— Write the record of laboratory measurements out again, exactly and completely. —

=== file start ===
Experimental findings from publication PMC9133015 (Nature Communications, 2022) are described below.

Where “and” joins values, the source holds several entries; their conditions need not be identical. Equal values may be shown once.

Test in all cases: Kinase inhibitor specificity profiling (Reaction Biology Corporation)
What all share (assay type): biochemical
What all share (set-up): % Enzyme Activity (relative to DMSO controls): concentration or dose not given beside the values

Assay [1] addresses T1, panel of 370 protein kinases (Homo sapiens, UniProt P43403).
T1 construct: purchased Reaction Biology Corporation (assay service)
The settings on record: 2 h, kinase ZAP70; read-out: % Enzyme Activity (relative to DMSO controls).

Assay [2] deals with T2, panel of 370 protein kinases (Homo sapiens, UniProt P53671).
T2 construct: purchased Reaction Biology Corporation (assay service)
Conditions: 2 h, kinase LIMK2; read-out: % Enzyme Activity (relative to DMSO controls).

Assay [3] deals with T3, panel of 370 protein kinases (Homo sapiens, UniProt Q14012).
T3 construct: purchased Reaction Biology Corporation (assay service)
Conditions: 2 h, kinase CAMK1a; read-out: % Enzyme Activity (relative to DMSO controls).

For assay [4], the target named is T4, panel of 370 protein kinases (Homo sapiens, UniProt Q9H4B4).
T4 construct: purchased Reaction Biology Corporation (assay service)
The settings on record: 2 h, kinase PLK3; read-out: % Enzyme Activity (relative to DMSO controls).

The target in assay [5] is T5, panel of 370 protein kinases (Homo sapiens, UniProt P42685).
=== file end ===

Experimental findings from publication PMC9133015 (Nature Communications, 2022) are described below.

Where “and” joins values, the source holds several entries; their conditions need not be identical. Equal values may be shown once.

Test in all cases: Kinase inhibitor specificity profiling (Reaction Biology Corporation)
What all share (assay type): biochemical
What all share (set-up): % Enzyme Activity (relative to DMSO controls): concentration or dose not given beside the values

Assay [1] addresses T1, panel of 370 protein kinases (Homo sapiens, UniProt P43403).
T1 construct: purchased Reaction Biology Corporation (assay service)
The settings on record: 2 h, kinase ZAP70; read-out: % Enzyme Activity (relative to DMSO controls).

Assay [2] deals with T2, panel of 370 protein kinases (Homo sapiens, UniProt P53671).
T2 construct: purchased Reaction Biology Corporation (assay service)
Conditions: 2 h, kinase LIMK2; read-out: % Enzyme Activity (relative to DMSO controls).

Assay [3] deals with T3, panel of 370 protein kinases (Homo sapiens, UniProt Q14012).
T3 construct: purchased Reaction Biology Corporation (assay service)
Conditions: 2 h, kinase CAMK1a; read-out: % Enzyme Activity (relative to DMSO controls).

For assay [4], the target named is T4, panel of 370 protein kinases (Homo sapiens, UniProt Q9H4B4).
T4 construct: purchased Reaction Biology Corporation (assay service)
The settings on record: 2 h, kinase PLK3; read-out: % Enzyme Activity (relative to DMSO controls).

The target in assay [5] is T5, panel of 370 protein kinases (Homo sapiens, UniProt P42685).